I believe the question “Who am I?” has been the driving force behind the human condition for centuries. Our search to know ourselves, to find our place in this world by naming and claiming our identity, has been a struggle for us ever since we were created. We are told in the beginning of the Bible that we are created in the image of God, and yet we can think and do such depraved, destructive things. So who are we? Are we gods? Are we devils? Are we a little bit of both?

You know, for a long time, this question didn’t really matter. For centuries before and after Jesus, a person’s individual identity was really of no consequence. You were defined in predetermined ways – what tribe you belonged to, the town in which you lived, your family connections. That’s why when Nathanael hears about Jesus he responds, “Can anything good come from Nazareth?” Jesus was defined by where he lived, a backwater town with a bad reputation. All people from Nazareth were no good. There was no sense of individualism.

This continued on into the Middle Ages, when people were often defined by their connections to other things, like jobs and family. My last name, Wilcoxson, means that I am the son of Will Cox. Now, that will surprise the heck out of my dad because his name isn’t Will Cox. But somewhere in my history, an ancestor of mine was known as the son of Will Cox. Many other names are connected to jobs – Carpenter, Bailey, Smith – or family – Johnson, Richardson, etc.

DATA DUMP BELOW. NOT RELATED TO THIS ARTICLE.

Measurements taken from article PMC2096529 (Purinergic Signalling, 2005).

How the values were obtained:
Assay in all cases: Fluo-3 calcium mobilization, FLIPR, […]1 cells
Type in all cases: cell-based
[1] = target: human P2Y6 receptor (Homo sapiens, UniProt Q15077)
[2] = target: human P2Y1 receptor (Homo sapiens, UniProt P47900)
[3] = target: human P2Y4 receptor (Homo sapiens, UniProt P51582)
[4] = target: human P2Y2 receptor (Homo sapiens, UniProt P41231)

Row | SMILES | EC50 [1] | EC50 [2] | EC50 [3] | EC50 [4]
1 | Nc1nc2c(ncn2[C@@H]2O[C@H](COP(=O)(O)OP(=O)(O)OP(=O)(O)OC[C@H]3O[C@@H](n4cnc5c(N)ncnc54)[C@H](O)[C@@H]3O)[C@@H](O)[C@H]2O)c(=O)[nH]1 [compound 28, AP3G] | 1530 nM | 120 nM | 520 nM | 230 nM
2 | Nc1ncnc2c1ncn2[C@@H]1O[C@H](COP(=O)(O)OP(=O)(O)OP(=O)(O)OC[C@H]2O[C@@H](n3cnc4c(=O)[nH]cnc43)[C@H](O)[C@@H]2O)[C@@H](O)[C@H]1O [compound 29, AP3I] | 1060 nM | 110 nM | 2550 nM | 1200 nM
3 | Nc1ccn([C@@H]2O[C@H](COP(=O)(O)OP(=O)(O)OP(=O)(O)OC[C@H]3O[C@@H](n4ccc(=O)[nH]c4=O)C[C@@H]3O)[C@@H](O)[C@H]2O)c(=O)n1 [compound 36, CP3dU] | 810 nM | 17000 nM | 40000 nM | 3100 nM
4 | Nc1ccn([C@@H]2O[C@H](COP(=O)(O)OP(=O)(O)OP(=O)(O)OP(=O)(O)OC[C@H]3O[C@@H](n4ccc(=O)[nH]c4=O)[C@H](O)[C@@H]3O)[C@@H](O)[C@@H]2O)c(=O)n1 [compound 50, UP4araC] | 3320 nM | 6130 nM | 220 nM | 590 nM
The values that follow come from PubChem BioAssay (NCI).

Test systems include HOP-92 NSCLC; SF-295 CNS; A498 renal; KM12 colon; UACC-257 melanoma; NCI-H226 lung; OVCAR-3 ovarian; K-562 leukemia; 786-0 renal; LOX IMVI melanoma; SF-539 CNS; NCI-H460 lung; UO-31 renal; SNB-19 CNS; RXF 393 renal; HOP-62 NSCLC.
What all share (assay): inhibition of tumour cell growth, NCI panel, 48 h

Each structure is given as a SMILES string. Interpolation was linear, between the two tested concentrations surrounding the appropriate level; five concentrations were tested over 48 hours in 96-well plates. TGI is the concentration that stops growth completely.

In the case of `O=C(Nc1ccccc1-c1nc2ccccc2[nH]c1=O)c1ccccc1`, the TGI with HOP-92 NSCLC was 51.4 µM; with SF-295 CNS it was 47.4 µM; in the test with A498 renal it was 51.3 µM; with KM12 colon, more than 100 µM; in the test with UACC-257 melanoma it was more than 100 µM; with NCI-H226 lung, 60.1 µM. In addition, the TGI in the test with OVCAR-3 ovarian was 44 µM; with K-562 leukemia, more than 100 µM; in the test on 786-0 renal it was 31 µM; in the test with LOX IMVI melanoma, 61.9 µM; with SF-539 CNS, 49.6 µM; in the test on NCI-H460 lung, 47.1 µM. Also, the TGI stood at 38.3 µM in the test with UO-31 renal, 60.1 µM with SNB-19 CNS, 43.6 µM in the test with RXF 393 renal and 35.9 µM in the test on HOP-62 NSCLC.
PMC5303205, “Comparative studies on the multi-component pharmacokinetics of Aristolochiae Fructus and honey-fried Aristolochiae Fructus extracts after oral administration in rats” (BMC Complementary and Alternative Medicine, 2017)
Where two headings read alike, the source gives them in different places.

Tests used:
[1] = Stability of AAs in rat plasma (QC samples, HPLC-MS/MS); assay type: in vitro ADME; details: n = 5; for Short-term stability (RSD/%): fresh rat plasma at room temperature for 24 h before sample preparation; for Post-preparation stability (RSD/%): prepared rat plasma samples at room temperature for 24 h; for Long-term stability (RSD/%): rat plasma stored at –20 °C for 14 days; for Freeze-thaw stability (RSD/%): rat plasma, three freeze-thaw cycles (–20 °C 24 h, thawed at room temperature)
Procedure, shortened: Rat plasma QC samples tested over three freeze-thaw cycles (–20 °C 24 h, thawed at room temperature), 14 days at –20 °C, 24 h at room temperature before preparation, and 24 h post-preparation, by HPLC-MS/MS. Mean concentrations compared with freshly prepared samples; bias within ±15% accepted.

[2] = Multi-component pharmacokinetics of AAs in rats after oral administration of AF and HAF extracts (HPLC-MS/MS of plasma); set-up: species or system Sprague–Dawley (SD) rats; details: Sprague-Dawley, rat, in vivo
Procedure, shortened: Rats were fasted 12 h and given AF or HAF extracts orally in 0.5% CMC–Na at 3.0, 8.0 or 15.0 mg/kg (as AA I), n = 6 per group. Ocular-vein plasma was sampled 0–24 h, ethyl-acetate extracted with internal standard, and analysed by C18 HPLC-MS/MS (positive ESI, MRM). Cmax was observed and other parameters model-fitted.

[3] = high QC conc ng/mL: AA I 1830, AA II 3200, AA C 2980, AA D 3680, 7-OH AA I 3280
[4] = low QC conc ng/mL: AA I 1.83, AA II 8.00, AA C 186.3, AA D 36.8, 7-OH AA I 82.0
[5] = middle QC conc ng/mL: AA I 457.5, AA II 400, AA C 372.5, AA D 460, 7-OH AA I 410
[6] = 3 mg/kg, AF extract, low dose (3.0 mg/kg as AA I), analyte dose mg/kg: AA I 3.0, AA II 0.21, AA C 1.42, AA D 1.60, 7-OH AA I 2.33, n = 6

Well, all that changed when we got to the Enlightenment. The wealth of knowledge made available through new discoveries in science, medicine, and engineering also stirred up curiosity about the Self. Probably the most famous proclamation of the time came from French philosopher Rene Descartes, who asserted, “I think, therefore I am.” Suddenly, none of your external connections mattered. Regardless of your job, your family, or your social status, because you had a brain, you were your own person, no longer restricted by societal boundaries. According to Descartes, because he has a brain, Mr. Nobody can become Mr. Somebody.